Geeska Afrika Online

South Sudan: UN Security Council emergency Meeting. ‘back to war.’

The Secretariat circulated a confidential briefing note to Council members on 8 July, which apparently described the fighting on 7 and 8 July in Juba, as well as recent tensions in Wau, where thousands of civilians have sought protection from fighting near an UNMISS base in recent weeks. In the note, the Secretariat apparently reported that Kiir, Machar and Vice President James Wanna Igga had met on 8 July to discuss the security situation in Juba and that they had called for calm in a televised joint press conference. An updated note circulated on 10 July apparently provided some information on UNMISS’ reaction to events.

In the context of this fluid security situation, Council members issued a press statement yesterday evening (9 July), in which they condemned the fighting in Juba on 7-8 July and urged the transitional government to take steps to end the fighting and reduce tensions. Russia, supported by China and Egypt, had broken silence earlier in the day on the initial version of the text. Among other things, Russia maintained that language “demanding” measures from the parties to quell the violence was not appropriate for a press statement. The language was softened as a compromise -i.e. “urged” and “called on” replaced “demanded” in the final version.

In spite of the call for calm by South Sudan’s leaders in the joint press conference, heavy fighting has continued today in Juba, with the SPLA and the SPLA-IO blaming each other for the escalating violence.

During today’s meeting, Council members will want to be updated on the security situation in Juba and what means can be pursued to quell the violence. In this context, there will most likely be interest in what interactions the political leadership of UNMISS has had with Kiir and Machar and other key political and military figures, and what messages have been transmitted to them with what responses. Members may ask to what extent command and control over armed forces is being exerted, and what means can be employed to exert leverage on those fighting to get them to stand down.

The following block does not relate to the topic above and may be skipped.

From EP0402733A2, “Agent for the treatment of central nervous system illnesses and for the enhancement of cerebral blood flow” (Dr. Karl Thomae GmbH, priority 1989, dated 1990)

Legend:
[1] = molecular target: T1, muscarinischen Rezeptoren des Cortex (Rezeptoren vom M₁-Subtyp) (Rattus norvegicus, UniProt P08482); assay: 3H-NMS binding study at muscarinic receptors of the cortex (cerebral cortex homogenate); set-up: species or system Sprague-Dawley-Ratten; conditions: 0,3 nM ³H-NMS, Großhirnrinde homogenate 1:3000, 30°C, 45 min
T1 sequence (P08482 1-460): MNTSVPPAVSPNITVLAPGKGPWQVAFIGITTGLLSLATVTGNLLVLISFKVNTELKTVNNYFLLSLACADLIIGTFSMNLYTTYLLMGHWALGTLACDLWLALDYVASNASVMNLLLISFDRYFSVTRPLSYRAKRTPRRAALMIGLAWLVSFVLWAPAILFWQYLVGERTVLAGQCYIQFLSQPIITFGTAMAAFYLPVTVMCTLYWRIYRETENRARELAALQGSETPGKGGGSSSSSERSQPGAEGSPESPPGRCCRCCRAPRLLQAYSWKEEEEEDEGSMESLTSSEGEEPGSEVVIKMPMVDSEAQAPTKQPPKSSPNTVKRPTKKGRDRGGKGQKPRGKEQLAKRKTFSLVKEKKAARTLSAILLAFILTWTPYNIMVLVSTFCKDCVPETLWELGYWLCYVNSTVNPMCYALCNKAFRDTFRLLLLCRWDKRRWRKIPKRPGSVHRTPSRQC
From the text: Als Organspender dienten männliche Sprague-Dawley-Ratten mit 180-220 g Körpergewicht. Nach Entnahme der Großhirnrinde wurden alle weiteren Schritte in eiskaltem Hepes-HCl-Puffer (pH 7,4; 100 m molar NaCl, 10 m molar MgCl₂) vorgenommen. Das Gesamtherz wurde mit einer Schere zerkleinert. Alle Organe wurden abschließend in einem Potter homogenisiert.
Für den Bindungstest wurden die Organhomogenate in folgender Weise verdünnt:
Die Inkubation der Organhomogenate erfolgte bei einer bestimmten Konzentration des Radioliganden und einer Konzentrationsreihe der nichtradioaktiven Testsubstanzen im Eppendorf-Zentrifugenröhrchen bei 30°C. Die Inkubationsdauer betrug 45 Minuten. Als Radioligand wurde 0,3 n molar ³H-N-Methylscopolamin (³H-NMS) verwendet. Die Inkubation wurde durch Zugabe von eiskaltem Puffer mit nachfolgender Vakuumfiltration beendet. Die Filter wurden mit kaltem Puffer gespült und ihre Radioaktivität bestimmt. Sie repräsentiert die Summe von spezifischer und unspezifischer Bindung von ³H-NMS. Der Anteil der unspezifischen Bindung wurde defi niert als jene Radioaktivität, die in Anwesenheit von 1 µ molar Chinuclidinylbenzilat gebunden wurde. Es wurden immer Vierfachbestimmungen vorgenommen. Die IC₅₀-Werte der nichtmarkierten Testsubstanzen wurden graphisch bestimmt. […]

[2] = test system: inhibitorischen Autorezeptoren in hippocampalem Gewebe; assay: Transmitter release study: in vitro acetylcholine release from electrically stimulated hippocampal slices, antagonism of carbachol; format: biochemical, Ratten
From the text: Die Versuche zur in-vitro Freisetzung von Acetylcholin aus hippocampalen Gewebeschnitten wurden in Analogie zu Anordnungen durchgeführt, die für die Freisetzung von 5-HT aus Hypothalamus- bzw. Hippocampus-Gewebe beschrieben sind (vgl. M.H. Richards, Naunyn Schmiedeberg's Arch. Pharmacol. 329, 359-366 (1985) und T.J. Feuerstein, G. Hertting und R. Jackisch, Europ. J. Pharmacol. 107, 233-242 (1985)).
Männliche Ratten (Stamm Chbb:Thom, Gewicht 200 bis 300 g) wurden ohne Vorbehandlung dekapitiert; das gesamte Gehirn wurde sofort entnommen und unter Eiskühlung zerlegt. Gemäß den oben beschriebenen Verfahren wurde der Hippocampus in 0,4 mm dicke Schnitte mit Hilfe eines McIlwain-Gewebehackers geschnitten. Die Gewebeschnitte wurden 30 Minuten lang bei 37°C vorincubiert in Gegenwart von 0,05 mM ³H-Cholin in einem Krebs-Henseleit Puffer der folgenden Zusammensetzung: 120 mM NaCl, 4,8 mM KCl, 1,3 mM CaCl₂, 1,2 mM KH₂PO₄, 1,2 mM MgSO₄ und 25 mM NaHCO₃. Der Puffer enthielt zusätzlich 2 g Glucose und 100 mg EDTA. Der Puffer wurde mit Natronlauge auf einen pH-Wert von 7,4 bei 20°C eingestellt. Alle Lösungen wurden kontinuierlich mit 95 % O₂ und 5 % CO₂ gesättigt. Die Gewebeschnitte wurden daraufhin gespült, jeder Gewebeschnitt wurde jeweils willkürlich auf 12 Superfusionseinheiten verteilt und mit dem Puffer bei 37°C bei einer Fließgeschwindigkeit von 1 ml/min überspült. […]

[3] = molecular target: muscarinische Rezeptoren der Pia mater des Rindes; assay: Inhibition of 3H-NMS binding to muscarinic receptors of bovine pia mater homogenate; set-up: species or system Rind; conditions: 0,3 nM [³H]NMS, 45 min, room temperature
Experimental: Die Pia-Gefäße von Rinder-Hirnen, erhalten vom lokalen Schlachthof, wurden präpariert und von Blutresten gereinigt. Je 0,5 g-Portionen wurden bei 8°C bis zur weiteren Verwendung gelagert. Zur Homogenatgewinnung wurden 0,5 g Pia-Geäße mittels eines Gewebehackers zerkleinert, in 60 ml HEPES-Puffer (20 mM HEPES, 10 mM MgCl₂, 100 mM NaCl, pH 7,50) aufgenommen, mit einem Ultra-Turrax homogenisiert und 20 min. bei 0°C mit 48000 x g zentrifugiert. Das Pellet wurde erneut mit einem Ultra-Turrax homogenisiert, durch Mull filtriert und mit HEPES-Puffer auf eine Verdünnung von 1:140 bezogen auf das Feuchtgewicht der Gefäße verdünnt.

The recent violence has apparently caused the mission to institute its “crisis management mode”. Members may want to receive information on what steps the mission is taking to handle the influx of additional internally displaced persons in its Juba facilities, to protect other civilians, and to protect UN staff and their humanitarian partners. It seems that a late 2015 confidential note on UNMISS contingency planning circulated to Council members noted that if large-scale violence broke out in Juba the mission would have difficulty protecting civilians, and would be engaged with protecting UN staff and its humanitarian partners.

A number of Council members have long been concerned about the fragile security situation in South Sudan and the potential that fighting in Juba could jeopardise the entire peace process. There is thus a sense of urgency regarding the need to address the escalating clashes to avoid the possibility that the country descends again into full scale civil war.

Looking ahead, this Wednesday (13 July), the Council is scheduled to hold a briefing and consultations on South Sudan prior to renewing the UNMISS mandate later this month. Today’s briefing, and events in South Sudan in the coming days, are expected to impact the content of Wednesday’s meeting and the negotiations on the mission’s mandate later this month.





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